"security by obscurity is no defence & no substitute for doing security properly in the first place."
That's certainly true. But I don't believe the car industry has been very guilty of that up until now. By and large the car industry has got it right in the recent past. The only data interface to the car was the CAN bus, and that's not available outside the vehicle. You have to be physically in the vehicle already to be able to plug into it. So, as long as the blipper/keyless entry system was up to snuff (and generally they've been good enough at those), theft of a car mostly required breaking a window or somehow opening a door at least.
So their security model was pretty easy to get right. Make sure the CAN bus is physically inaccessible, and use a simple yet effective remote key fob system. Get just those two simple things right, and the car is acceptably secure.
Now they're beginning to put a publicly accessible wireless network interface on board there's a much larger threat to the car. There's so many more things they've got to get right in order to achieve the same level of security. No one has ever managed to fully secure any internet connected server; Windows, Linux, Mac OS X; they've all had their moments of weakness. What makes the car industry think they can do it any better than the software industry?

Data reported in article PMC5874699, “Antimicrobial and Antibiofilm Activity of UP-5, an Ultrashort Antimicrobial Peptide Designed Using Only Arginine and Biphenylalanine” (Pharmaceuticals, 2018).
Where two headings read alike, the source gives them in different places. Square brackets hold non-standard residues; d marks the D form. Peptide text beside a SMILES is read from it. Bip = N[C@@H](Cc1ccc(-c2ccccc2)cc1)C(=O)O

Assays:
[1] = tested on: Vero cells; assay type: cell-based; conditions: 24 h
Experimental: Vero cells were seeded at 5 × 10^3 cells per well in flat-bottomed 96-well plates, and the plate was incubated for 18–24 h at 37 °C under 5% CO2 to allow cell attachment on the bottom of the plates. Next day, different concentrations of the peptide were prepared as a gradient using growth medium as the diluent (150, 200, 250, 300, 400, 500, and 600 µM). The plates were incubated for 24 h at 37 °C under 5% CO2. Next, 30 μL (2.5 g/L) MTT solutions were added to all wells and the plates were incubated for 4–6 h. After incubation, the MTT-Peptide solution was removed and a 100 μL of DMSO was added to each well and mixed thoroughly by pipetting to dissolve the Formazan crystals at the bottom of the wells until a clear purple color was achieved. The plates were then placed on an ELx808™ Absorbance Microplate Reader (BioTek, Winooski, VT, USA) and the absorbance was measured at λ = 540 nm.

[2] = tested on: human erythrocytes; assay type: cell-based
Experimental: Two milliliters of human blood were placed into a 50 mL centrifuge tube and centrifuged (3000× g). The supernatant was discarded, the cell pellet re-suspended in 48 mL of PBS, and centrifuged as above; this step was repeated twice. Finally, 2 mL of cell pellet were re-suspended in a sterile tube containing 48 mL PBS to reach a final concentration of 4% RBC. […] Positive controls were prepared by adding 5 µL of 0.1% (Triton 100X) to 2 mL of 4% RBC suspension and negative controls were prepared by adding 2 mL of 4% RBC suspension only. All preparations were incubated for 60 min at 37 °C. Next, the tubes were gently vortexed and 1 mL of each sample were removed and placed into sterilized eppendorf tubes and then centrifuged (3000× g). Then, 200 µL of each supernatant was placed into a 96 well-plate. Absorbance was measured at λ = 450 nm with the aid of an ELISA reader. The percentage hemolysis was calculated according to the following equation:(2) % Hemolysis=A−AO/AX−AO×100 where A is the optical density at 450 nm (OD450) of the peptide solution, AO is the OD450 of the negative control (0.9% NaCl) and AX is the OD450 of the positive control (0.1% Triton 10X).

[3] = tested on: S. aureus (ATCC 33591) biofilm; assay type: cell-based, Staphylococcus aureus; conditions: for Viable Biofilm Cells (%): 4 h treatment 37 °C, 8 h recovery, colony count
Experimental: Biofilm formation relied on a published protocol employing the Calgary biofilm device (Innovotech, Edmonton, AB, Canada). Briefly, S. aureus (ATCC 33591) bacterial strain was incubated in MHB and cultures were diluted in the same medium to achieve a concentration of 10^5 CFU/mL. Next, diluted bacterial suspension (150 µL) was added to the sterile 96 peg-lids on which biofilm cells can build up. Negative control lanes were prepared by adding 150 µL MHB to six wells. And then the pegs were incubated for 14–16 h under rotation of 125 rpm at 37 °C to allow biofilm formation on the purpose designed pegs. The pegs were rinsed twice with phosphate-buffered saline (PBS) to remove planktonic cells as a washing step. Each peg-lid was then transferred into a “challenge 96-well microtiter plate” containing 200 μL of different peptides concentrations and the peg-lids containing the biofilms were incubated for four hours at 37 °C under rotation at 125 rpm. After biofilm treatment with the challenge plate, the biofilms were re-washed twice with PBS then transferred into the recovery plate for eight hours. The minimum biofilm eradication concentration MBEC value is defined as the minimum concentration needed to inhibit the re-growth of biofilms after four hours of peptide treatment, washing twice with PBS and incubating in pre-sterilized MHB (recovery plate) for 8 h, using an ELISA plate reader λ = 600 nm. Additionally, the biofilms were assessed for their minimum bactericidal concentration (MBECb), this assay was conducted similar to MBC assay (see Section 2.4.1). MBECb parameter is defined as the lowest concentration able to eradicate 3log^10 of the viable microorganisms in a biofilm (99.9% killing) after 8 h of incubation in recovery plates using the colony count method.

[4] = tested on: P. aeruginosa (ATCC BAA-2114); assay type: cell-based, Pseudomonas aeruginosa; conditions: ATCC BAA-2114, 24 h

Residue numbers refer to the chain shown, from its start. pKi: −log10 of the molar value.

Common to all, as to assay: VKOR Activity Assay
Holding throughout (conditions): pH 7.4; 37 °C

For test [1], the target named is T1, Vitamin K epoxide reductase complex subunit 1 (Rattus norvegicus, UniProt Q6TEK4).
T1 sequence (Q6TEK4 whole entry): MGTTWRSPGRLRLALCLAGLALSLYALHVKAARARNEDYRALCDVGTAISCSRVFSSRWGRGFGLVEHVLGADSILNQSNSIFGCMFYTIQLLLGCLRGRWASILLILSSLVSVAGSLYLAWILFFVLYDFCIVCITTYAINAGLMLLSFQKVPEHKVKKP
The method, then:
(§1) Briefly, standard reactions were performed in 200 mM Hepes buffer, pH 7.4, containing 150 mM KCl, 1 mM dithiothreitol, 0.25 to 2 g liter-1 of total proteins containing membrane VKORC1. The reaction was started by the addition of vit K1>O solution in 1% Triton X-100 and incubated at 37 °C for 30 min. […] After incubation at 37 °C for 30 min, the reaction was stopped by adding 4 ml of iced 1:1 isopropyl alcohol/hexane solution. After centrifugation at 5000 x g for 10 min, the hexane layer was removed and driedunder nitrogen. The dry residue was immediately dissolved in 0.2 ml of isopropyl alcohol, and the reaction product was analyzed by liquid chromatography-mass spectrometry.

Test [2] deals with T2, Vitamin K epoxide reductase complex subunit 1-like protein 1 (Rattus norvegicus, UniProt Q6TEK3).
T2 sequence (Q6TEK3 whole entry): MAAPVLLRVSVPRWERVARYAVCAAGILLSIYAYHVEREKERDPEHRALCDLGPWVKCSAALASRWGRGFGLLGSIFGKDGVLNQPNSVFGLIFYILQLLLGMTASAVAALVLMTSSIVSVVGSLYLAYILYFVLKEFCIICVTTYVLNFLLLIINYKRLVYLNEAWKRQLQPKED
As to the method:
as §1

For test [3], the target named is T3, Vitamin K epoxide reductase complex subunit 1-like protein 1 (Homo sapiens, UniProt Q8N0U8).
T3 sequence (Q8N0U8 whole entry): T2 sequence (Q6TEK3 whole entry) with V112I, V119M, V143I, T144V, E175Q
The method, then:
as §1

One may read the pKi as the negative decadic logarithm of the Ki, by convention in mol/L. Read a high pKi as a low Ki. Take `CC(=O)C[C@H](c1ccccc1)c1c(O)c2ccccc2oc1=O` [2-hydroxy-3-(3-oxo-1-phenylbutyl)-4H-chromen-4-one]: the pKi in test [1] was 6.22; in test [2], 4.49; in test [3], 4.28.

And it doesn't matter if they think that they're OK by having a closed, non-internet connected wireless network. By having a standardised wireless network interface they're vulnerable to someone else using standardised wireless networking equipment to connect to it one way or another. I mean, how hard is it to get a pseudo cell base station these days?
The OS vendors/creators are at least pretty good at publishing updates for the various versions of their products. I don't think the car industry quite realises the huge software maintenance burden they're bringing on themselves if they're to uphold reputations for long lived and reliable cars. Are they going to maintain software and fix bugs on 10 year old cars? I doubt it.
From the owners point of view Connected Cars could be a disaster waiting to happen. Once an unpatched flaw is published for any particular car then every owner of that car will probably find it impossible to get car insurance.
I can also see the insurance industry adding general exclusions to policies concerning car theft after a bug has been disclosed. Owning an older, no-more-updates car could become a real liability.
It does certainly sounds like BMW have counted on obscurity for security in this new system of theirs. Here begins their lesson.